Team Support – Kickoff to League Season
© 2010 Mike Fieldhammer, BilliardCoach.com
Some players participate in pool leagues all summer, but for many September signals the return to playing weekly with a team. Here is the first article in a series about playing on a team and making the experience a productive, enjoyable, and rewarding pursuit.
Team Support. The sum can be greater than its parts.
My most recent memorable experience is winning the BCAPL National Team tournament in Las Vegas in May. The five man squad sardonically named “Who Needs a Billiard Coach?!” fought through a field of 674 teams to take the top prize of $11,000. The whole event was an exhilarating ride for me, propelled by the support of my team: Brian Haffner, Jared Bailey, Dustin Morris, and Jesse Engel.
Team chemistry is a phrase that is tossed around, but is just one piece of having a successful team. Chemistry implies that there may be many elements blended into a concoction of a cohesive team. Perhaps one of the most important elements is the support of one’s teammates.
Our team was successful in believing in each other and affirming each action our teammates made. Examples of this blind trust are as follows. For example, if Dustin played an unsuccessful combination shot in an effort to continue his run instead of shooting a solo ball in a different pocket, Jesse said, “Good try, you’ll get another shot this game. Your opponent isn’t getting out here.” We never took issue with a shot or a decision made by a teammate. Or if Brian missed a jump shot instead of kicking the ball which would have been my choice, I didn’t say “Why didn’t you kick at it?” Placing a seed of doubt in his head or shaking his confidence could be the beginnings of a skid in his and the team’s performance.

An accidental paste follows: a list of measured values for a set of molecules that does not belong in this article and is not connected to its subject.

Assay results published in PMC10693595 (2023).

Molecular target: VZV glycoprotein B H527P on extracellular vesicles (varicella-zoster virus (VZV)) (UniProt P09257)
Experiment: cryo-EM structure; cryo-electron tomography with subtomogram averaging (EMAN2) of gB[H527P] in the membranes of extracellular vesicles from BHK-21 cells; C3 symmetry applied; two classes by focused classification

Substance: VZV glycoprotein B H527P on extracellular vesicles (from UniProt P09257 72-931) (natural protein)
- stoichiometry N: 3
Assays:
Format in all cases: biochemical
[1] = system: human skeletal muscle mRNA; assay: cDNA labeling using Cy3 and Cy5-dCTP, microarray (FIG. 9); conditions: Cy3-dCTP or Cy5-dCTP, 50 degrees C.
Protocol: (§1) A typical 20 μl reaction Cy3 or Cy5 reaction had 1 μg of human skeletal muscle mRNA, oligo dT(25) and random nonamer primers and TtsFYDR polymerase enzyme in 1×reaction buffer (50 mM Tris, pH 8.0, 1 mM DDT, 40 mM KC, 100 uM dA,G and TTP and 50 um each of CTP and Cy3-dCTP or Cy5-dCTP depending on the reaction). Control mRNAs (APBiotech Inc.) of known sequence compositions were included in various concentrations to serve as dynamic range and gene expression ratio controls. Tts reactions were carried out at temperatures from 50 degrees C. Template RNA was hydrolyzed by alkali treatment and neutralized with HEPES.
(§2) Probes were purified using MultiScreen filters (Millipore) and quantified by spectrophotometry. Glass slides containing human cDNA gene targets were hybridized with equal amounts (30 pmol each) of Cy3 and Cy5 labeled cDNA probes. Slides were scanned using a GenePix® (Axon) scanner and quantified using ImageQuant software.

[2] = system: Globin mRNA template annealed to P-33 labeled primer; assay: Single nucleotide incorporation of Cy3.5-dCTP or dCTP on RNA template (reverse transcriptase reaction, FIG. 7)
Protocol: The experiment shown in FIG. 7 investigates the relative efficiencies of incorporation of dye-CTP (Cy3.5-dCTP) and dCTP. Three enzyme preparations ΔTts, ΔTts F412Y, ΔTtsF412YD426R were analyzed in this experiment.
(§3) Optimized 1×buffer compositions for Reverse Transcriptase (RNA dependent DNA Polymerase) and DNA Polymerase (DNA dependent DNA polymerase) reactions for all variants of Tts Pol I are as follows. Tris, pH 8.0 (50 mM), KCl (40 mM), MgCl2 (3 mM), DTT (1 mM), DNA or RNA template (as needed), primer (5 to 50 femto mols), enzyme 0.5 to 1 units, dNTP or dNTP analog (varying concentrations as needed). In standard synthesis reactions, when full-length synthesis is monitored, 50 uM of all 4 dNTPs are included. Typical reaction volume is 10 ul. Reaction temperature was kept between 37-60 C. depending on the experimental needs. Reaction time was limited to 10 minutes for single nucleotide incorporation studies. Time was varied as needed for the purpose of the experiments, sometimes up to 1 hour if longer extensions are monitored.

Players on our team tried to sweat other teammates matches whenever possible. Caring enough to watch and root them on is an obvious sign of support. Even during a team match, I could hear Jared’s voice say, “Good shot Fieldhammer!” and it would further my resolve to win that game knowing he was spurring me on. Players on our winning team are selfless. We cared about our own performance only as it related to the team goal of winning matches. Never was heard, “Well, I got mine” when a player came to sit down after winning a game.
At its best, unconditional support for one’s teammates can be a catalyst to launching the team to heights unattainable by the five as individuals. Each of the five players on the team made sacrifices for the sake of the team. The team goal that we all had in mind became a truly satisfying achievement that became much sweeter because we shared it with teammates who gave and received support.
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